The accounting provisions require issuers—not all covered persons—to maintain adequate books, records, and internal accounting controls.  The provisions apply broadly to all issuers, regardless of whether the issuer conducts business overseas or engages in bribery of foreign officials.  Subsidiaries of issuers and individuals associated with issuers and their subsidiaries may also be held directly liable for violating these provisions.1

The books and records provision requires issuers, their subsidiaries, and associated individuals to make and keep books, records, and accounts in reasonable detail to accurately and fairly reflect transactions and disposition of assets.  In other words, false, misleading, and fake entries constitute violations.  According to US enforcement authorities, books and records include virtually any business record, not just accounting-related records.2

The internal controls provision requires issuers, their subsidiaries and associated individuals to devise and maintain adequate internal accounting controls.  Such controls must provide reasonable assurances that:

  • transactions are properly authorized;
  • transactions are recorded in a manner that maintains accountability for assets and permits preparation of financial statements that conform to applicable accounting principles;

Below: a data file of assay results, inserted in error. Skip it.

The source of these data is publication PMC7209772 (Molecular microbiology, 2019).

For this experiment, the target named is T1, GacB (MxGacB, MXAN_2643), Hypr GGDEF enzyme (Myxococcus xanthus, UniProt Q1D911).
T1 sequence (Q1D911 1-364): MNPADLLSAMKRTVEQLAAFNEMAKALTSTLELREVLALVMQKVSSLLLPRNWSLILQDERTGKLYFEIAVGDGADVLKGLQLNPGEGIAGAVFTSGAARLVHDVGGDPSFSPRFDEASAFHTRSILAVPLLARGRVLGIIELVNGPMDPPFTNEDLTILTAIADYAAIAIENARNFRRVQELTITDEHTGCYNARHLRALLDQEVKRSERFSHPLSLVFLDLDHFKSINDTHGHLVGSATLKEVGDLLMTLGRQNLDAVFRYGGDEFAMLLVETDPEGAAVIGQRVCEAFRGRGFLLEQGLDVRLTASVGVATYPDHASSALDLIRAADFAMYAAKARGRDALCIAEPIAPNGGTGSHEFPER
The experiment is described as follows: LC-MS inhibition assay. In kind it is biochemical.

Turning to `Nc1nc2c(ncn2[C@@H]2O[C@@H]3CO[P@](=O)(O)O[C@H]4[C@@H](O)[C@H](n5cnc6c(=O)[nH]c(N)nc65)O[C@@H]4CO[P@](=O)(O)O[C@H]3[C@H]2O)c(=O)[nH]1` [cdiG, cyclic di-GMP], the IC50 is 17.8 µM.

• access to assets is properly authorized; and
  • existing assets are compared with recorded assets at reasonable intervals and discrepancies are appropriately addressed.3

The DOJ may pursue criminal violations of the accounting provisions; the SEC may pursue civil claims.

Elements of an Accounting Provisions Violation

Civil liability under Exchange Act Rules 13b2-1 and 13b2-2:  Proof of knowledge and intent are not required for civil liability for violations of the accounting provisions.4

Criminal liability under the FCPA:

  1. The issuer, through its agents,
  2. knowingly and willfully
  3. falsifies its books and records, or
  4. circumvents or fails to implement a system of internal accounting controls.5

1 15 USC §§ 78l, 78o(d) (persons covered by accounting provisions); 15 USC § 78c(a)(8)-(9) (definitions of issuer, person); 15 USC § 78m(b)(6) (issuer’s obligations vis-à-vis subsidiaries).

15 USC § 78m(b)(2)(A).

3 15 USC § 78m(b)(2)(B).

4 17 CFR §§ 240.13b2-1, 13b2-2.

5 15 USC § 78m(b)(5).

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